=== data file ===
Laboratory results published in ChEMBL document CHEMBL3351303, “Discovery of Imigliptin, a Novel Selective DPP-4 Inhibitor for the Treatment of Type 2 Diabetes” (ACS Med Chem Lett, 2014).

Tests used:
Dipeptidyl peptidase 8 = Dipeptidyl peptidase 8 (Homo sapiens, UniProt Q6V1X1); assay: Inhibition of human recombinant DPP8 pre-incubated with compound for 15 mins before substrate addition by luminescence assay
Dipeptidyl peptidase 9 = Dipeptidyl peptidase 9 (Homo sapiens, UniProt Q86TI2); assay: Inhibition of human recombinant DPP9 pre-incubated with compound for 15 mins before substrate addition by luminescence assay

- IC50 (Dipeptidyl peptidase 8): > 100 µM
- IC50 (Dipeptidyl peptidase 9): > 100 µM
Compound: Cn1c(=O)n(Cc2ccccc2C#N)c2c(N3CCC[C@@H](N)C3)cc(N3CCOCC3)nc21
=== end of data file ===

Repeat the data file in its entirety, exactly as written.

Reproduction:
Laboratory results published in ChEMBL document CHEMBL3351303, “Discovery of Imigliptin, a Novel Selective DPP-4 Inhibitor for the Treatment of Type 2 Diabetes” (ACS Med Chem Lett, 2014).

Tests used:
Dipeptidyl peptidase 8 = Dipeptidyl peptidase 8 (Homo sapiens, UniProt Q6V1X1); assay: Inhibition of human recombinant DPP8 pre-incubated with compound for 15 mins before substrate addition by luminescence assay
Dipeptidyl peptidase 9 = Dipeptidyl peptidase 9 (Homo sapiens, UniProt Q86TI2); assay: Inhibition of human recombinant DPP9 pre-incubated with compound for 15 mins before substrate addition by luminescence assay

- IC50 (Dipeptidyl peptidase 8): > 100 µM
- IC50 (Dipeptidyl peptidase 9): > 100 µM
Compound: Cn1c(=O)n(Cc2ccccc2C#N)c2c(N3CCC[C@@H](N)C3)cc(N3CCOCC3)nc21